So someone with a Dell Hell problem found my page in a search engine, came to a humor site and read that page, perhaps saw the huge box of the top of the page with Michael Dell’s address, yet ignored all of that and instead went to my own contact page and found my address, which clearly says ThisIsTrue.Inc, not Dell Computer Inc., and wrote a letter to Michael Dell. At my address.

Seriously?! I don’t think it’s very likely that Michael Dell gets his mail in care of ThisIsTrue.Inc in tiny Ridgway, Colorado. Yet some obliviot does think so.

I’m still not terribly impressed with Dell Computer Inc’s customer service, at least at the consumer level, and I have sympathy with people who are having problems with their computers and can’t get help. But that doesn’t mean Dell is always wrong. Sometimes the customer is simply an idiot, and it’s hard to satisfy an idiot who thinks he’s right. And one of them is about to get a returned certified mail letter marked “Not at This Address”.

Comments about this? You can enter a comment below, but DO NOT write about your own “Dell Hell” problems: I cannot help you! I have no association with Dell Computer. And your comment will be deleted the second I see what it is. Don’t waste your time — or mine.

– – –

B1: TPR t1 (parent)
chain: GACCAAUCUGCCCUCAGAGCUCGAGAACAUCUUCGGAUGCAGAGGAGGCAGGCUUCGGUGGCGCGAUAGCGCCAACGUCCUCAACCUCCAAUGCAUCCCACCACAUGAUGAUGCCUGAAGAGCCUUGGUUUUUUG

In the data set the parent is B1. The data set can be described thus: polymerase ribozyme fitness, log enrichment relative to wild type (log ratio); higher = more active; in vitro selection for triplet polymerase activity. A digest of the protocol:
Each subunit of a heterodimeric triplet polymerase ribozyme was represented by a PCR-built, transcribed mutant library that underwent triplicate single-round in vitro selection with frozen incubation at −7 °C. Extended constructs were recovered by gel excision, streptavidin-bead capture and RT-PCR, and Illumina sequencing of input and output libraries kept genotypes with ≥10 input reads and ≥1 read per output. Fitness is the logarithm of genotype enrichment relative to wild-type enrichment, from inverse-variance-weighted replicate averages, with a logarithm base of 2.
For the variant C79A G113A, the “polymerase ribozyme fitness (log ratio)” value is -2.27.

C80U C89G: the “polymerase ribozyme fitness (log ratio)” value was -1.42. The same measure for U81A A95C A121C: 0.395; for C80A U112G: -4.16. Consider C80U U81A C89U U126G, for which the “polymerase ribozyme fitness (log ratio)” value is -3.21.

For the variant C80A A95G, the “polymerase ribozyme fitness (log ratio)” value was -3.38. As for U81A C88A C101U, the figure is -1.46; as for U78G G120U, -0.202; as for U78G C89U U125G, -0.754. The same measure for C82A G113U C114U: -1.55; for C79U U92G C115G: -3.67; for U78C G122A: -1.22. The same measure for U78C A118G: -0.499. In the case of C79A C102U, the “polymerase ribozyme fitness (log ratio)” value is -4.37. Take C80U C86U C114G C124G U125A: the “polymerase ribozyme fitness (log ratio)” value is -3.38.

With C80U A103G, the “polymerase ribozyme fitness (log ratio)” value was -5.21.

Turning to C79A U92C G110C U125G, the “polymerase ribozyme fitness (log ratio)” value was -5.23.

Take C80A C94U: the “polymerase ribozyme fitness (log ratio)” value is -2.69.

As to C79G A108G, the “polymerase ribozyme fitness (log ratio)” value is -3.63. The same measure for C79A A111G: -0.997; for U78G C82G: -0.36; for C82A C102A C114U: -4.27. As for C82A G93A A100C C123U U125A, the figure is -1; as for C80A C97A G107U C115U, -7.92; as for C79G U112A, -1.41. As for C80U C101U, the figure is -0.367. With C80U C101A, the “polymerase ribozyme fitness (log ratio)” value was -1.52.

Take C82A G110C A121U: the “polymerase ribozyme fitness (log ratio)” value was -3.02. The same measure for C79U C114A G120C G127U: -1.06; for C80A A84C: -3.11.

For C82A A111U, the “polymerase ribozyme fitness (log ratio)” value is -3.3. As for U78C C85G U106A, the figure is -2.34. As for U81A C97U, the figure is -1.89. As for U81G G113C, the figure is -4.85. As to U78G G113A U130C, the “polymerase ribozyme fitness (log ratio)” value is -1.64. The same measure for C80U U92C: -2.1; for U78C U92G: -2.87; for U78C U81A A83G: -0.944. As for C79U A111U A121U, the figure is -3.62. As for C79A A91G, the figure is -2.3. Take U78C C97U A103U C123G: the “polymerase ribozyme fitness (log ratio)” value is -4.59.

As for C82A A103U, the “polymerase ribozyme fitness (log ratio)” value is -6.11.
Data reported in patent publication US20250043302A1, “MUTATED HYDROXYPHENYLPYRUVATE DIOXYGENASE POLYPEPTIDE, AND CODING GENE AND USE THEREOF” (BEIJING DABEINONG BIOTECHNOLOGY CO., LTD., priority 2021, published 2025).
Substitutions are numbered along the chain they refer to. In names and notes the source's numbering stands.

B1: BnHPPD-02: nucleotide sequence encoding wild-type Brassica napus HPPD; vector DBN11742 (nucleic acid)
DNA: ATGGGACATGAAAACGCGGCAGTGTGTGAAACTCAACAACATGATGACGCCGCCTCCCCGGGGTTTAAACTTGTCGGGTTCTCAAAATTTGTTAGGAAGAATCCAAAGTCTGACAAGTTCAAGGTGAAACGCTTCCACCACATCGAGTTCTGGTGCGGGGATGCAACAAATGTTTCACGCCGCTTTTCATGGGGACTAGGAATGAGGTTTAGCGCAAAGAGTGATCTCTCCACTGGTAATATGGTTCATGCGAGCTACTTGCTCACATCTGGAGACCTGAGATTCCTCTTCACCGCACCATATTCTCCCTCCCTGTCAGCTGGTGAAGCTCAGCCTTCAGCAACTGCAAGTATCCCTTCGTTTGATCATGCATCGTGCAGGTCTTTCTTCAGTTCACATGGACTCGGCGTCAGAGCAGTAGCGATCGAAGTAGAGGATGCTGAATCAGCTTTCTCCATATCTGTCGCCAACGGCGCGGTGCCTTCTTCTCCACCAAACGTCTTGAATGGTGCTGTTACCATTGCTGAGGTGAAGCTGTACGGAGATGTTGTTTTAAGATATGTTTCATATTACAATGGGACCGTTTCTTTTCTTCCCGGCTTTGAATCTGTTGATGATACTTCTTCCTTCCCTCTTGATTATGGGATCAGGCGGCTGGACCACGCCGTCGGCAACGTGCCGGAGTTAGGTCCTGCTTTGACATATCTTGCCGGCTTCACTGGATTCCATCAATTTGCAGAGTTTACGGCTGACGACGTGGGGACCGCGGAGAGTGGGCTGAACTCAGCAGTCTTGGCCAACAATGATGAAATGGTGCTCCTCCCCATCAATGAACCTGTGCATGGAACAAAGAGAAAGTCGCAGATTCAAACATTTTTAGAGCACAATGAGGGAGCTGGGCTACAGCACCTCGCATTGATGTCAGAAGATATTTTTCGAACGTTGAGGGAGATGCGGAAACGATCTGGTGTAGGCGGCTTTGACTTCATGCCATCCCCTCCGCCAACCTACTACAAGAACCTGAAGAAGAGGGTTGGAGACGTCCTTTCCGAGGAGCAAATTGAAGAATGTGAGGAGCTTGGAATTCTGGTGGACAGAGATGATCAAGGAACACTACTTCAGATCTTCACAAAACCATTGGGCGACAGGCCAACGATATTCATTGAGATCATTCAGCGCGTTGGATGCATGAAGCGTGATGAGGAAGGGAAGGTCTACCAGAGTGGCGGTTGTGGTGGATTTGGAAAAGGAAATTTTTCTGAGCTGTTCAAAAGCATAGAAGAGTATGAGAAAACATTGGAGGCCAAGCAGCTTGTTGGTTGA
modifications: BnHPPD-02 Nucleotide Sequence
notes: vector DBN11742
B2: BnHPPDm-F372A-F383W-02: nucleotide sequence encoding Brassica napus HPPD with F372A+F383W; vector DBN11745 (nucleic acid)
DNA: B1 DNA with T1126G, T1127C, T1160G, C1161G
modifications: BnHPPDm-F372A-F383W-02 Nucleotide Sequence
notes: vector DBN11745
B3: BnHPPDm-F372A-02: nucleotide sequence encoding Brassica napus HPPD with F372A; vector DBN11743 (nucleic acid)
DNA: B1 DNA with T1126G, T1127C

Happily, as the years went by Dell got a lot better at customer service, assigning a support manager to every case to see it through to conclusion. At least for the business customers, which was my Lesson Learned on the Dell Hell page in the first place.

– – –

Bad link? Broken image? Other problem on this page? Use the Help button lower right, and thanks.

This page is an example of my style of “Thought-Provoking Entertainment”. This is True is an email newsletter that uses “weird news” as a vehicle to explore the human condition in an entertaining way. If that sounds good, click here to open a subscribe form.

To really support This is True, you’re invited to sign up for a subscription to the much-expanded “Premium” edition:

One Year Upgrade

(More upgrade options here.)

Q: Why would I want to pay more than the minimum rate?